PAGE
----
staff of the Federal Trade Commission today announced its “Red Flag” education
campaign to assist media outlets voluntarily to screen out weight-loss product
ads containing claims that are too good to be true. The announcement is the
culmination of a workshop held on November 19, 2002, and meetings with trade
associations and individual media outlets over the last year. To support the
voluntary initiative, the FTC released a media reference guide entitled “Red
Flag: Bogus Weight Loss Claims.”
“Unfortunately, there are way too many ads for scientifically impossible
weight-loss products in the popular media,” said FTC Chairman Timothy J. Muris.
“The media should institute screening programs to ‘red flag’ deceitful
weight-loss ads and refuse to run them. To help media advertising staff identify
bogus claims, we’re providing thousands of free copies of the ‘Red Flag’
The media reference guide builds upon the FTC’s staff report,
“Deception in Weight-Loss Advertising Workshop: Seizing Opportunities and
Building Partnerships to Stop Weight-Loss Fraud,” also released today. The staff
report provides an overview and analysis of the workshop discussion and relevant
Background – 2002 Weight Loss Product Advertising
September 2002, the FTC staff issued a report on weight-loss advertising that
concluded that, despite vigorous FTC law enforcement and consumer education
efforts, fraudulent and misleading weight-loss advertising was widespread and on
the rise. Following up on that report, in an effort to identify alternative
approaches to curbing weight-loss fraud, the FTC held a public workshop on
deception in weight-loss product advertising on November 19, 2002. The goal of
the workshop was to explore new approaches to stop false weight-loss
advertising. Participants in the workshop included, among others, scientists
with expertise in the study and treatment of overweight individuals and obesity,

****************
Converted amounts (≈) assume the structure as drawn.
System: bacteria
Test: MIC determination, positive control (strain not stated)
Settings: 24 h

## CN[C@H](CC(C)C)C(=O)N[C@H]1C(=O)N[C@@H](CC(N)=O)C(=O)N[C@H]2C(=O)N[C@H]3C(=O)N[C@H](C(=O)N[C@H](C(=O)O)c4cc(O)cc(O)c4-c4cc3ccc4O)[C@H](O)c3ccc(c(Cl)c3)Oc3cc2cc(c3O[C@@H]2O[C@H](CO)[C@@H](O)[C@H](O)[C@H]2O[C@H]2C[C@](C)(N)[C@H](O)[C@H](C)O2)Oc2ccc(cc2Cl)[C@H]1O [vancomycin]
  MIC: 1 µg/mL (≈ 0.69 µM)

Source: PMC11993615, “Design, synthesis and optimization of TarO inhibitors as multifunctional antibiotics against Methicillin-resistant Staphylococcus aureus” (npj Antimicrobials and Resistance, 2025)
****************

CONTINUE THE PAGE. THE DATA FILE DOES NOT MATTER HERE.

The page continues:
weight-loss industry members, and media representatives. The workshop consisted
of three panels. The first panel considered whether certain weight-loss claims,
such as claims that promote substantial weight loss without reducing caloric
intake or increasing exercise, are feasible. The second panel considered ways to
improve industry self-regulation of weight-loss advertising. The final panel
focused on the feasibility and challenges of ad screening.
FTC staff report issued today summarizes the proceedings of the November 2002
weight-loss advertising workshop and the pre- and post-workshop public comments,
provides an analysis of the scientific feasibility of the eight weight-loss
claims considered during the workshop, and offers recommendations for future
staff report concludes that the claims are not scientifically feasible at the
current time for nonprescription drugs, dietary supplements, creams, wraps,
devices, and patches, and that further guidance would assist the media in
screening out these bogus claims. As a result, to assist in media screening, the
FTC produced the reference guide released today. The reference guide is designed
so that media outlets can screen out weight-loss ads through simple facial
review, rather than in-depth investigation.
centerpiece of the FTC campaign is educational guidance to the media that
identifies seven common weight-loss claims made for products available
over-the-counter, including nonprescription drugs, dietary supplements, creams,
wraps, devices, and patches that are scientifically infeasible at the current
time. These claims include:
- Causes weight loss of two pounds or more a week for a month, or more
without dieting or exercise.
- Causes substantial weight loss, no matter what or how much the consumer
- Causes permanent weight loss (even when the consumer stops using the
- Blocks the absorption of fat or calories to enable consumers to lose
- Safely enables consumers to lose more than three pounds per week for more
than four weeks.
- Causes substantial weight loss for all users.
- Causes substantial weight loss by wearing it on the body or rubbing it
into the skin.
know that no publication or station wants to print or air false weight-loss
claims,” Chairman Muris said. “This booklet provides specific examples of bogus
claims, along with explanations that will allow media advertising personnel to
avoid bogus weight loss claims and stop them before they injure consumers. We
encourage the media to use it.”
The Commission vote to release the staff report was 5-0.
the FTC staff weight-loss report are available from the FTC’s Web site at http://www.ftc.gov and also
from the FTC’s Consumer Response Center, Room 130, 600 Pennsylvania Avenue,
N.W., Washington, D.C. 20580. The FTC works for the consumer to prevent
fraudulent, deceptive, and unfair business practices in the marketplace and to
provide information to help consumers spot, stop, and avoid them. To file a
complaint, or to get free information on any of 150 consumer topics, call
toll-free, 1-877-FTC-HELP (1 877-382-4357), or use the complaint form at http://www.ftc.gov. The FTC
enters Internet, telemarketing, identity theft, and other fraud-related
complaints into Consumer Sentinel, a secure, online database available to
hundreds of civil and criminal law enforcement agencies in the U.S. and abroad.